Most of us want to know in advance every detail of our future course. Whether considering a new job, new friendship, new computer program, or simply ordering something new from the menu, we often think we need an exact accounting of the results before we begin. Since this is impossible, we tend to avoid trying the new thing. This tendency to avoid a fresh start is even more detrimental when we have made a mistake and get bogged down over what went wrong. Here is a new way to think about it:
Simply beginning again is the wisest course. To start over, we must be willing to take ourselves as we are, to work with what we have, and to do so in the present. Mistakes need only to be corrected.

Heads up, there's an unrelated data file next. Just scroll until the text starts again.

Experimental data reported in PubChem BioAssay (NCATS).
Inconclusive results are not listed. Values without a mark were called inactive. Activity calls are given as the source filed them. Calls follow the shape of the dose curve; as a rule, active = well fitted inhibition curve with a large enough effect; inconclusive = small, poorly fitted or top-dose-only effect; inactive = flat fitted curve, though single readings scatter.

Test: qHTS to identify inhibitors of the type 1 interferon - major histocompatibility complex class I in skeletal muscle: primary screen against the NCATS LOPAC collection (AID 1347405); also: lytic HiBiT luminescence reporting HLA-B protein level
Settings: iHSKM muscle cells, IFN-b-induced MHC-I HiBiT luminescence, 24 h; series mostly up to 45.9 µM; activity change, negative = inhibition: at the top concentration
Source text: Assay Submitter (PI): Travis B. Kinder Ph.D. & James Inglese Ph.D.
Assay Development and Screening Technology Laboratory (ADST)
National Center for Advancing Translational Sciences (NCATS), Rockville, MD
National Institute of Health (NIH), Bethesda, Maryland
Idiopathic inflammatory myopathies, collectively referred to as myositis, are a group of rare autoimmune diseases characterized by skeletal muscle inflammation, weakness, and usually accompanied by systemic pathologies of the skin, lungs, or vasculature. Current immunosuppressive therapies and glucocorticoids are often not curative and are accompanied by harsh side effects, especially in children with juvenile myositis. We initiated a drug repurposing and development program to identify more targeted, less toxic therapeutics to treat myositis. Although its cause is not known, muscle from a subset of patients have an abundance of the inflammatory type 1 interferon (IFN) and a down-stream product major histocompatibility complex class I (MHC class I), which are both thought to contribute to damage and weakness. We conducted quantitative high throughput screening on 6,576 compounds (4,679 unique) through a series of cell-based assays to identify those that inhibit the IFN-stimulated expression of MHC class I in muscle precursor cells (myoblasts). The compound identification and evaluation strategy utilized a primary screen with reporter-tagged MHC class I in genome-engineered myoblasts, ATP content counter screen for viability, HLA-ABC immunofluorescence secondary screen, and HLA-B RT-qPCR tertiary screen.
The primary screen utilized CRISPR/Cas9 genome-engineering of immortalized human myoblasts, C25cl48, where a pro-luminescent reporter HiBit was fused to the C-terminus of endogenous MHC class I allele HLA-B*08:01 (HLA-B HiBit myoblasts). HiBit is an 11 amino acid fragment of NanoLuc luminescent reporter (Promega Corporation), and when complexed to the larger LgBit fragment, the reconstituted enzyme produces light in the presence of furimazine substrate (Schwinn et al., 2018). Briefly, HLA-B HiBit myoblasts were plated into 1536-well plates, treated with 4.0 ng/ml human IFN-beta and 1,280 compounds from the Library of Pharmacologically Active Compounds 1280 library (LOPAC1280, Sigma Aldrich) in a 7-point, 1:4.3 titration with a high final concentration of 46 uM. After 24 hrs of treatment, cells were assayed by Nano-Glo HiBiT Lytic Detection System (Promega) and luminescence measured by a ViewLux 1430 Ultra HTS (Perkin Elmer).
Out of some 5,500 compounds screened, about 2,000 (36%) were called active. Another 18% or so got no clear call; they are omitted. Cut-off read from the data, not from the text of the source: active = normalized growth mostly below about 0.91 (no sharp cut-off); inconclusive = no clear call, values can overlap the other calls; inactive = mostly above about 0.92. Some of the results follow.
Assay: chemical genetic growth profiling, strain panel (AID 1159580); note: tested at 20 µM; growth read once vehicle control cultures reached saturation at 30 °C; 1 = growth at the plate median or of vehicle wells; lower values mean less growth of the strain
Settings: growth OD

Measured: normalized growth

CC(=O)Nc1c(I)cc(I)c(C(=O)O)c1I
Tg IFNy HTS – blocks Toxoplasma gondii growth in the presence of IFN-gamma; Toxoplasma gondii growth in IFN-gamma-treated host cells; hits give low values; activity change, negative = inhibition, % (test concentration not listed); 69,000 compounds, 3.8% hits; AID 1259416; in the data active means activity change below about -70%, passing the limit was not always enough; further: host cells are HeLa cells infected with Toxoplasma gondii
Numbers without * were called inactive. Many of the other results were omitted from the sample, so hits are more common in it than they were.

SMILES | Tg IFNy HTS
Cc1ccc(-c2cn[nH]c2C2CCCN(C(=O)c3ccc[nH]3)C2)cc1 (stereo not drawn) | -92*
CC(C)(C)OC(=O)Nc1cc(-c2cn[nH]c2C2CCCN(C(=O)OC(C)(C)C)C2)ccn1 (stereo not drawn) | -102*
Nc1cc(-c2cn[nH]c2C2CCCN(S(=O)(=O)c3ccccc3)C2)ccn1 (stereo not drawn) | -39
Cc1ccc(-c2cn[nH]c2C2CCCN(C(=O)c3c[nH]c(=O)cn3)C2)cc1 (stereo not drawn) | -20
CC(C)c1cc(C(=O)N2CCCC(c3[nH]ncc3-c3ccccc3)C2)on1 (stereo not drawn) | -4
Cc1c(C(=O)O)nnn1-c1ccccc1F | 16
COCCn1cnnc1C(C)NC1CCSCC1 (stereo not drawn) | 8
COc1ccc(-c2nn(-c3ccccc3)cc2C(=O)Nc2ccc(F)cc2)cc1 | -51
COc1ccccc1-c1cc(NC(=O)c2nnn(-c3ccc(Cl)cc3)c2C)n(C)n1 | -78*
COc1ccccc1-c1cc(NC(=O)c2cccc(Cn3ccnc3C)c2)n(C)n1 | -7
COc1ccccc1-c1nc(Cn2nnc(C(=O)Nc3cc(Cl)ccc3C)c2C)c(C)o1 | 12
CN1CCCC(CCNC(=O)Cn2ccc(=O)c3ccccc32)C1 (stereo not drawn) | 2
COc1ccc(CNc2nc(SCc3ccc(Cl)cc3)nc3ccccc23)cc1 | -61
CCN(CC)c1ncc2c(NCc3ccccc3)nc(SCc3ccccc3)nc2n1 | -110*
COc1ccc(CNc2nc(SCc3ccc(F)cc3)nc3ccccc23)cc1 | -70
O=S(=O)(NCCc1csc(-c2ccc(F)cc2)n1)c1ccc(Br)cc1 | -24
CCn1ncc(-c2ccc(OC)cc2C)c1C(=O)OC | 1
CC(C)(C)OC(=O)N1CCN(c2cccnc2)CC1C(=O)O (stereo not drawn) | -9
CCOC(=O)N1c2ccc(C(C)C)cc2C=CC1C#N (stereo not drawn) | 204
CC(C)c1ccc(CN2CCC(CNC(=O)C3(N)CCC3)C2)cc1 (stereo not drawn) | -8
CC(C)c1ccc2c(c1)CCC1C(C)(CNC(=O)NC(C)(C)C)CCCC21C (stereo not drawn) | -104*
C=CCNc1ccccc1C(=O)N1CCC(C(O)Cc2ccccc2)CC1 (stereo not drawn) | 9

Self-forgiveness follows when we accept that mistakes are actually invaluable for our growth and learning–rather than terrible errors that only prove how flawed we are. When we can benefit from our mistakes in this way, we feel encouraged to begin anew or to try again, rather than getting hung up on the fear of not being able to attain some impossible ideal of perfection.
Adapted from Morning Notes, by Hugh Prather (Conari Press, 2005). Copyright (c) 2005 by Hugh Prather. Reprinted by permission of Conari Press.
Adapted from Morning Notes, by Hugh Prather (Conari Press, 2005).